Getting to grips with the intricacies of fuel pricing is too complicated for some people, which is why forecourts are always an easy target. 

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You know that feeling: you’re watching the news and they cut to pictures of a forecourt and a voiceover starts describing how pump prices haven’t fallen, despite apparent falls in crude oil prices a few days earlier.

Cue obligatory vox-pops with disgruntled customers complaining how hard they’re finding it to cope with petrol/diesel prices, what with all the other increases in the cost of living. And then, if there’s a bit of time left, they’ll have an interview with some ‘consumer champion’ – typically from the AA or RAC – bemoaning how the petrol retail industry is profiteering at the consumers’ expense.

Quite often they don’t even bother giving anyone from the industry more than a token sound-bite to try to explain what is, in reality, a very complicated picture.

The petrol retail industry has always been a safe, soft, and easy target for the media – whether that’s the oil majors or individual forecourt retailers.

Remembering that the real picture is much more complicated, let’s just take it at face value for a moment. These self-appointed ‘consumer champions’ are saying that (a) there is – or should be – a simple linear relationship between crude-oil prices and pump prices; and (b) that somewhere in that equation the petrol retail industry is supposed to operate at some presumably fixed and minimal ‘gross margin’. Even those commentators who are genuinely so naïve or ignorant that they really believe in that simplistic picture of fuel pricing should surely be able to comprehend that fuel retailers cannot operate on zero-margin. Nor can that margin be somehow permanently ‘fixed’ when the retailer is faced with ever-rising costs across their business.

But while we’re still in that simplistic universe of these ‘consumer champions’ perhaps we should quickly remind ourselves of some of the rising costs that petrol retailers are supposed to ignore/absorb: Whether they blame Brexit or Covid, the media have been reporting shortages of workers across the economy for the last two years. Shortages lead to increased pay, even before the next increase in National Minimum/Living Wage rates due in April – on top of which there’s the planned increase in employers’ NICs from the same time. Petrol stations employ staff. Petrol stations also use electricity. Quite a lot of it. As the same media keep reporting, the costs of electricity and gas have risen dramatically during 2021 and will continue to do so this year. As they also like to report, the costs of EFT transactions are rising for all retailers. Petrol retailers face a double-whammy from this because not only are the percentage rates increasing, the rise in prices of their key supply means that the retailer is paying an even higher charge per litre of fuel sold on plastic. And, of course, the majority of people using forecourts pay with plastic.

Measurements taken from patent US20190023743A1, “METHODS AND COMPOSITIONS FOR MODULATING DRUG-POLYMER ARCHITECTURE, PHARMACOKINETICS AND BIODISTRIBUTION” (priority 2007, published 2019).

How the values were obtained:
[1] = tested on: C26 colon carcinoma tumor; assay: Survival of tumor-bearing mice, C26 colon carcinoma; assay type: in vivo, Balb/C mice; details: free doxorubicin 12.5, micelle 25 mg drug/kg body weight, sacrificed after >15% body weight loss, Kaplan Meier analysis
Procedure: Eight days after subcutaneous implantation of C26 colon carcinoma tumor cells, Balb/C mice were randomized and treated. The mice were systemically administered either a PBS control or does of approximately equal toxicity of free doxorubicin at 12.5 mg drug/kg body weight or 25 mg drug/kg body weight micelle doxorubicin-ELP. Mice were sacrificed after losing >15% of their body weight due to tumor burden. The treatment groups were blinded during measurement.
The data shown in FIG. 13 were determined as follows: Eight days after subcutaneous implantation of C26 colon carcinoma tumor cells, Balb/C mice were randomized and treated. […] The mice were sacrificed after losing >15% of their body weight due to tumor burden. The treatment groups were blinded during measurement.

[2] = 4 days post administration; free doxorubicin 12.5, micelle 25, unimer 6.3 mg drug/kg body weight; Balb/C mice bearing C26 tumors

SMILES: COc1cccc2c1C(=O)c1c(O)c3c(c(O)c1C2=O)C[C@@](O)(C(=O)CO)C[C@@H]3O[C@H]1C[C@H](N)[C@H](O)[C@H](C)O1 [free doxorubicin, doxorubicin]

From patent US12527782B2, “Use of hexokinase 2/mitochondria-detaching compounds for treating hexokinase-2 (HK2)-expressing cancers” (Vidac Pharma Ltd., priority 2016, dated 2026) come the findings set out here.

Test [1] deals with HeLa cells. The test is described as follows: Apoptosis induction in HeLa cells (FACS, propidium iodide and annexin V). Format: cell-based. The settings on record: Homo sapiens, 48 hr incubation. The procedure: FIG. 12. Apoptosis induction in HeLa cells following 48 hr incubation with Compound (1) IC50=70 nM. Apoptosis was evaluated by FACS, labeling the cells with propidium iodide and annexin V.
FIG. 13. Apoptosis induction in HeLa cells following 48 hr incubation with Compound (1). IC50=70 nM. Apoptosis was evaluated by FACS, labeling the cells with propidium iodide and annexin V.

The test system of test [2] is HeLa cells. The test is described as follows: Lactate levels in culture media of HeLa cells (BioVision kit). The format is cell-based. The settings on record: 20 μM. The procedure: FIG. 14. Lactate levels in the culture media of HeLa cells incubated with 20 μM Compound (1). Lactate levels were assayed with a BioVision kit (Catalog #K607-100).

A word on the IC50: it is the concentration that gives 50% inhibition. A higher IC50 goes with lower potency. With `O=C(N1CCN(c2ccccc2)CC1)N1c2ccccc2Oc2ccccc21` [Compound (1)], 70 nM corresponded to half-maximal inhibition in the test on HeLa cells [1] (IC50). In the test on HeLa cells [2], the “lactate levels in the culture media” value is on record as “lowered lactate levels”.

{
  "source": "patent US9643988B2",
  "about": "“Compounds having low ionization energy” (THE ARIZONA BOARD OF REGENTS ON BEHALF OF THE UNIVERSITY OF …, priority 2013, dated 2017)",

Obvious ones

Those are just the really obvious ones. Again, because of Brexit/Covid, we keep seeing reports of shortages of supply across a wide range of products – and that isn’t restricted to consumer goods. Simple things like building and plumbing materials, power tools, etc, have been affected; shortages inevitably mean higher prices. Those, coupled with the labour situation already mentioned, have driven up contractors’ prices for everything. And for any retailer wishing to make a capital investment on their forecourt – such as installing solar power sources, or EV charging bays – the costs have risen considerably over the last two years.


General inflation in the UK economy was 5.4% in the year up to December 31, 2021. That’s the highest rate since 1992. And it is expected to stay at over 5% for the rest of this year. Petrol retailers are just as affected as any other business sector by these figures. Yet as far as the media and their self-appointed ‘consumer champions’ are concerned, somehow petrol retailers are seen in some form of isolation, and therefore should not dare to increase their own gross margins to try and recover some of the costs rising at the highest rate in 30 years. And just to make matters worse, we see that fuel volumes are currently reported at only some 75-80% of the pre-Covid levels more than two years ago. In the short-term that’s still largely due to Covid-related advice to work from home, but taking the longer view, it’s likely that at least some of that volume has gone forever, thanks to EVs. So, petrol retailers face increasing costs that have to be recovered from a smaller volume of sales. Inevitably the only way to do that is by increasing ‘gross margins’ per litre – simple economics.

Nobody likes high pump prices. Especially petrol retailers. It really is time that the media realised that there’s a huge gap between ‘gross margin’ and ‘profit’: that gap is called ‘overheads’.

Still, it’s much easier to parrot simplistic nonsense headlines than to try and explain anything complicated in any depth.


EKW Group provides accounting and payroll solutions for independent petroleum and convenience dealers, including fully outsourced accounting options:

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